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Apple Rebrands Itself as iRenewable with Green Data Centers

Apple Rebrands Itself as iRenewable with Green Data Centers
By Barry Levine

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Apple CFO Peter Oppenheimer told news media that Apple's freedom from coal was "an industry first for anybody of our size." Apple has been the target of protests by Greenpeace for being too reliant on coal, but it did not give any indication if the protests influenced Apple's decision to emphasize renewable energy at its data centers.
 


Some Apples will be green. Apple data centers, that is.

The technology giant has announced that its new half-million-square-foot data center in Maiden, N.C., will only use electricity that has been generated by renewable energy. The company said that the Maiden facility will be "the most environmentally sound data center ever built."

This complements plans for a data center currently in Newark, Calif., and one planned for Prineville, Ore., to go 100 percent renewable.

'An Industry First'

Two solar array installations are being built to support the North Carolina center, and both will use high-efficiency solar cells and an advanced solar tracking system. One array will be a 100-acre, 20 megawatt installation on the same site as the data center, and it will generate 42 million kilowatt-hours each year.

The other, also 100 acres, is being located several miles away, and it will produce another 42 million kWh. A bio-gas-powered 5-megawatt fuel cell installation is being constructed, and will become operational later this year. It will add another 40 million kWh.

These Apple-owned energy generators will generate 124 million kilowatt-hours of electricity annually, which will account for 60 percent of the data center's needs. The remainder will come from area providers of renewable energy.

Greenpeace Protests

The data center planned for Prineville will use only renewable energy, purchased from local providers of wind, hydro and geothermal. The data center in Newark has received regulatory permission to purchase electricity from renewable sources, and expects to be 100 percent renewable by February of next year.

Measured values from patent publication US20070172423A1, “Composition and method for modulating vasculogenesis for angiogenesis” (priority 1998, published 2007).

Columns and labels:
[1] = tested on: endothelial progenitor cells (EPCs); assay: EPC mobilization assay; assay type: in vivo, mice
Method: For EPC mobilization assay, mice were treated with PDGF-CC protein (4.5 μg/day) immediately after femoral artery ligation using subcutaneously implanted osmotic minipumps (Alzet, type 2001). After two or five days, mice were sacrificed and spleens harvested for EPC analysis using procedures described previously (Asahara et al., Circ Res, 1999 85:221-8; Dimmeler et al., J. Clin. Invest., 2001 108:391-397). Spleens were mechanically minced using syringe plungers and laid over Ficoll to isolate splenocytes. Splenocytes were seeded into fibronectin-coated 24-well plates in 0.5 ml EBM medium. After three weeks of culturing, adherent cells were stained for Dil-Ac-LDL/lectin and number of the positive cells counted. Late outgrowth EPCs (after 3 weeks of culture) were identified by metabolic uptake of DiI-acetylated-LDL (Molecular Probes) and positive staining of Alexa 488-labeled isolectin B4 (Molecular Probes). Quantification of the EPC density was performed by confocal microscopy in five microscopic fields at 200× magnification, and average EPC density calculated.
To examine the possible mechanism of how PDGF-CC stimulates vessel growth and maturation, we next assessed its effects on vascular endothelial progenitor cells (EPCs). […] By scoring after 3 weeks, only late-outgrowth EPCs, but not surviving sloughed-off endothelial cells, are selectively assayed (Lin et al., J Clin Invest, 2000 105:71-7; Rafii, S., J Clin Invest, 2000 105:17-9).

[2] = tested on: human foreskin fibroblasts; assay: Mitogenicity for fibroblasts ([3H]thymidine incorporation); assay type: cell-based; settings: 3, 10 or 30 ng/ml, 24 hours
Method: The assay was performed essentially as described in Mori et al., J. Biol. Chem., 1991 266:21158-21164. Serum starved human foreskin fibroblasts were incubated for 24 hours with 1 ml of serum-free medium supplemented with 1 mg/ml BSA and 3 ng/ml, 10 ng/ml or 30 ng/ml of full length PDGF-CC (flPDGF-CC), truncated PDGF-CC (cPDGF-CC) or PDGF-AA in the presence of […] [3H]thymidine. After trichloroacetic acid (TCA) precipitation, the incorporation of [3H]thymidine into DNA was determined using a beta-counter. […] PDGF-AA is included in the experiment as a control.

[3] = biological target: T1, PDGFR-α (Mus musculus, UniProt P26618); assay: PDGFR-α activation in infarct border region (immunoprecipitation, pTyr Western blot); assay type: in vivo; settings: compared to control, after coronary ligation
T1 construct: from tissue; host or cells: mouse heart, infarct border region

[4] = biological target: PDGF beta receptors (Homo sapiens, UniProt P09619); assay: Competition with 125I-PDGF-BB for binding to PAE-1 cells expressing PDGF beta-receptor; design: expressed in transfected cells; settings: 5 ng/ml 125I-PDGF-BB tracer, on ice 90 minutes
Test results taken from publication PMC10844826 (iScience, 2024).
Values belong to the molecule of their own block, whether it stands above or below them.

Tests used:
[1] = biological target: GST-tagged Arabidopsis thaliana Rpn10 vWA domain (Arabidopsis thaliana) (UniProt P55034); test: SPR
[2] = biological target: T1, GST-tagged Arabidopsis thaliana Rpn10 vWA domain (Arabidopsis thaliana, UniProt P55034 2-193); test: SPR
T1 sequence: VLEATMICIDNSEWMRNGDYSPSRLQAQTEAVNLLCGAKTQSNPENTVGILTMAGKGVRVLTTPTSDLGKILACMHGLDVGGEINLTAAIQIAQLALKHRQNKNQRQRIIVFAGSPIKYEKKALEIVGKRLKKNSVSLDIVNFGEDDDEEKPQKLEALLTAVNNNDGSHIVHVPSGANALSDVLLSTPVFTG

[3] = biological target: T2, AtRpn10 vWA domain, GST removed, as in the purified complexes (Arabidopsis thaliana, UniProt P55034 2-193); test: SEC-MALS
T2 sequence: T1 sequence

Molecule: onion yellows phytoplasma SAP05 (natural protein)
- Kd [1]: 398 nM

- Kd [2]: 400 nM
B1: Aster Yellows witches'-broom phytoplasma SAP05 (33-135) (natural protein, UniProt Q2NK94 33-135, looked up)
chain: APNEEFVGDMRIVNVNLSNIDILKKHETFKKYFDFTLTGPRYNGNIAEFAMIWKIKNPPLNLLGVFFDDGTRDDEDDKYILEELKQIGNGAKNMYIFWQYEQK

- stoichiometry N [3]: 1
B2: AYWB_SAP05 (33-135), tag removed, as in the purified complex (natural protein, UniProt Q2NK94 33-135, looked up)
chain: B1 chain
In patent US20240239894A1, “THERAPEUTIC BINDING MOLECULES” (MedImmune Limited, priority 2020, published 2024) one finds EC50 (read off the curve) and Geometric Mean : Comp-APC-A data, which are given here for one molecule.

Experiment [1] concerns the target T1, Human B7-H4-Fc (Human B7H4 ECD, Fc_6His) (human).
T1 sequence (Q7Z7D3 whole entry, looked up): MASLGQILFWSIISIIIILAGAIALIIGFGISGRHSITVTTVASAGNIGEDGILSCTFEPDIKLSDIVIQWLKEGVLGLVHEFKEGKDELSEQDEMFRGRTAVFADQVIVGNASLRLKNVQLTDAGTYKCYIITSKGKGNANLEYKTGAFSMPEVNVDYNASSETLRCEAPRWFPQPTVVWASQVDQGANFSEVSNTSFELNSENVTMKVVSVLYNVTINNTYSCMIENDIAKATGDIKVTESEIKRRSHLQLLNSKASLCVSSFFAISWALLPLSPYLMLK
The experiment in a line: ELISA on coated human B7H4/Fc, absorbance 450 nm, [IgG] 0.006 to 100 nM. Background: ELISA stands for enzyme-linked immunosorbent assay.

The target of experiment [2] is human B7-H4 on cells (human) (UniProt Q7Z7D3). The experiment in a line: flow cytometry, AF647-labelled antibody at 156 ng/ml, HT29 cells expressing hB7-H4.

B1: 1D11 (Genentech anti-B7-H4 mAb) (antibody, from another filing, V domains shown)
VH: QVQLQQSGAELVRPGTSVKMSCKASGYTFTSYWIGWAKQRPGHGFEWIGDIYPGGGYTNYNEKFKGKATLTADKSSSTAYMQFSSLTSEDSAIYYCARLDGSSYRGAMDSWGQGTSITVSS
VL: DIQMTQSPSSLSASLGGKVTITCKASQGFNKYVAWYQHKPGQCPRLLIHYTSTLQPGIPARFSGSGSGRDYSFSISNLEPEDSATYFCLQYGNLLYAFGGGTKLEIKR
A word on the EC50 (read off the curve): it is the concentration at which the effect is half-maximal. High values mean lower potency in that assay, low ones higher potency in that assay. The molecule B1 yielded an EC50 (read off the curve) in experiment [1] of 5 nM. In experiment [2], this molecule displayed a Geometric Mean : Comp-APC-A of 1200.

In a section called "Apple and the Environment" on its Web site, the company pointed out that its operations center in Austin, Texas, has been using only purchased renewable energy for nearly a decade, and now its operations centers in Sacramento, Munich, and Cork, Ireland, do as well. The corporate headquarters in Cupertino, Calif., uses 50 percent renewable, including energy generated from on-site fuel cells.

CFO Peter Oppenheimer told news media that Apple's freedom from coal was "an industry first for anybody of our size." Apple has been the target of protests by Greenpeace for being too reliant on coal, but it did not give any indication if the protests influenced the company's decision.

Energy consumption and efficiency in data centers has become a focus for some large companies. Google, for instance, has noted that its custom-built data centers use only about half the energy of most other centers. About 30 percent of its current electricity use is from renewable sources, including renewable energy already in the grid and that which the company buys directly. That figure is expected to grow to over 35 percent annually.

The company has said that it emphasizes four concepts to increase energy efficiency. It accurately measures power usage, keeps the centers warm to reduce cooling costs, designs each element in the data center to operate at optimal efficiency, and cools the centers without chillers.
 

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